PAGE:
Family Law Prof Blog

Editor: Margaret Ryznar
Indiana University
Robert H. McKinney School of Law

Tuesday, January 8, 2013

Parental Child Abduction Cases

This article discusses the 88% rise in parental child abduction cases the Foreign Office has seen in the last ten years.  The Office has also seen a rise in the number of countries reporting these cases, leading them to consider it a worldwide issue.  They also believe understanding of the topic is alarmingly low, with research showing about a quarter of people in the UK "do not think, or are unaware, that it is a crime for a parent to take their child overseas without the consent of others with parental responsibility."  The majority of those cases taken on by the Foreign Office deal with mothers taking the child, although the general population believes fathers would be more likely to engage in this act.  The article stresses the importance of increasing public awareness about this issue.

Read more here.


January 8, 2013 in Current Affairs | Permalink | Comments (1) | TrackBack (0)

Monday, January 7, 2013

Upcoming Supreme Court Cases

This opinion piece in the Washington Post discusses the options the Supreme Court could take regarding the upcoming two cases on same sex marriage—one on California’s Proposition 8, which bans same-sex marriage, and the other on the Defense of Marriage Act (DOMA), which effectively denies federal benefits to legally same-sex couples.  Advocates of same-sex marriage, floored from the four recent outcomes in favor of gay marriage during the November 2012 election, hope to see a ruling from the Supreme Court “proclaiming marriage equality to be constitutionally guaranteed under the 14th Amendment.”  However, some are worried such an outcome would produce a backlash in socially conservative states.  The remainder of the article discusses possible rulings and the outcomes these rulings would have amongst these groups.

Read more here.


January 7, 2013 in Current Affairs | Permalink | Comments (0) | TrackBack (0)

Saturday, January 5, 2013

Day Off

From chicagonow:

Anyone who has experienced family law, from either side of the table, knows how overwhelming life can get. I am strong enough to tell you I was a recent victim of trauma, and I took a few “Ferris” days. The outpouring of support from family and friends reminded me of the kid in the hallway of Shermer H.S. who was collecting donations to save Ferris Bueller. I picked the right movie to watch at the right time.

A colleague and friend from John Marshall liked my post about Ferris Bueller on Facebook and he gave me the idea to call clients and friends to solicit some ideas on what a Ferris Lawyer’s Day Off might be like. I really had fun receiving the e-mail responses and knowing there are plenty of people out there who sometimes need to skip school or work and take a day off to explore and have fun.

Read more here.


January 5, 2013 in Current Affairs | Permalink | Comments (0) | TrackBack (0)

Friday, January 4, 2013

KS Seeks Child Support from Sperm Donor

From ABC News:

The state of Kansas is seeking child support from a man who says he signed away all parental rights when he donated sperm to a lesbian couple.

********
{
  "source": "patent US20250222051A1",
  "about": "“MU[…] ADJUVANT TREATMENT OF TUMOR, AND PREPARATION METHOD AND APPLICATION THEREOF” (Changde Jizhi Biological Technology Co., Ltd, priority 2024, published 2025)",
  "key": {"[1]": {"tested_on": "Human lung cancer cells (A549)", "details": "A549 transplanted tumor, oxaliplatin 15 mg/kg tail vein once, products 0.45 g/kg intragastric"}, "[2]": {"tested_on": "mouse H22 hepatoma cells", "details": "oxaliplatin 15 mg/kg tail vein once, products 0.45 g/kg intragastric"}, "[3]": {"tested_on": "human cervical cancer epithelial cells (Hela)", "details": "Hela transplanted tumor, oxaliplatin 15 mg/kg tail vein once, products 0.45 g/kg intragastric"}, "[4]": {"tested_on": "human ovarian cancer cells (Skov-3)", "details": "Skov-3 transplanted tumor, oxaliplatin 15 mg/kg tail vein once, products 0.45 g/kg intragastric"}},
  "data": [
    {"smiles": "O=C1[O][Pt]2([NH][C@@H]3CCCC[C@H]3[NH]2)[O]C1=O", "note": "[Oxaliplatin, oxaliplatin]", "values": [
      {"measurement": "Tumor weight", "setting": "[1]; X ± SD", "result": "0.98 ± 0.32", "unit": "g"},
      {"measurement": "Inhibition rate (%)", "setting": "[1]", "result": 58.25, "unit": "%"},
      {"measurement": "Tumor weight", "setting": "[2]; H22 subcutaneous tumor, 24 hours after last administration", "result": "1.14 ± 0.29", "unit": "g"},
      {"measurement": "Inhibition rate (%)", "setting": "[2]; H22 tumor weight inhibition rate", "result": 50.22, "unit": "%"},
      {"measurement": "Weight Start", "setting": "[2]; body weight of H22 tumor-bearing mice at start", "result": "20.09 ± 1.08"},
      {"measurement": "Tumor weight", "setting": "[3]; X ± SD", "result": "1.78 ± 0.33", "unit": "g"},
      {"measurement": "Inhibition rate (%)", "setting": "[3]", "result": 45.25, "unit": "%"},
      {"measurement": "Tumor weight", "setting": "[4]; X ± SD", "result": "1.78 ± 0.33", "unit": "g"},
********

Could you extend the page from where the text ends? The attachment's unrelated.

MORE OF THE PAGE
"It came out of the blue. He was absolutely floored," attorney Ben Swinnen said of his client William Marotta.

Read more here.


January 4, 2013 in Current Affairs | Permalink | Comments (0) | TrackBack (0)

Thursday, January 3, 2013

Science & Family Law

From Margaret Ryznar, writing for the Huff Post Blog:

Law strives to keep up with science, and nowhere is this clearer than in the area of family law, where reproductive technologies have been evolving quickly. It's been only a few decades since the first baby was conceived by in vitro fertilization (IVF) in 1977, but now even more is possible than conceiving outside a human body: human genetic material may become unnecessary after Stanford researchers published a 2009 article in Nature reporting that they had determined the genes that coax human embryonic stem cells into becoming cells that form eggs and sperms.

Alternative reproductive technology has also allowed for surrogacy arrangements, whereby one woman carries another couple's fetus to term. In fact, a surrogacy industry has arisen in India -- among other fertility hotspots -- with women in India serving as surrogates.

The law has attempted to keep up with these developments, but not effortlessly. Some states enforce surrogacy agreements, others do not. Some courts have ordered sperm donors to pay child support, others have not. Just last term, the U.S. Supreme Court held that posthumous children, conceived through IVF after their father's death, are not necessarily automatically eligible for Social Security survivor benefits, which instead depend on state law.

Read more here.


January 3, 2013 in Current Affairs | Permalink | Comments (0) | TrackBack (0)

Wednesday, January 2, 2013

Russian Adoption Ban

From CNN:

Russian President Vladimir Putin signed into law on Friday a measure that bans the adoption the Russian children by U.S. families effective January 1.

The action could affect hundreds of U.S. families seeking to adopt. Americans adopted close to 1,000 Russian children last year, according to U.S. State Department figures.

Read more here.


January 2, 2013 in Current Affairs | Permalink | Comments (0) | TrackBack (0)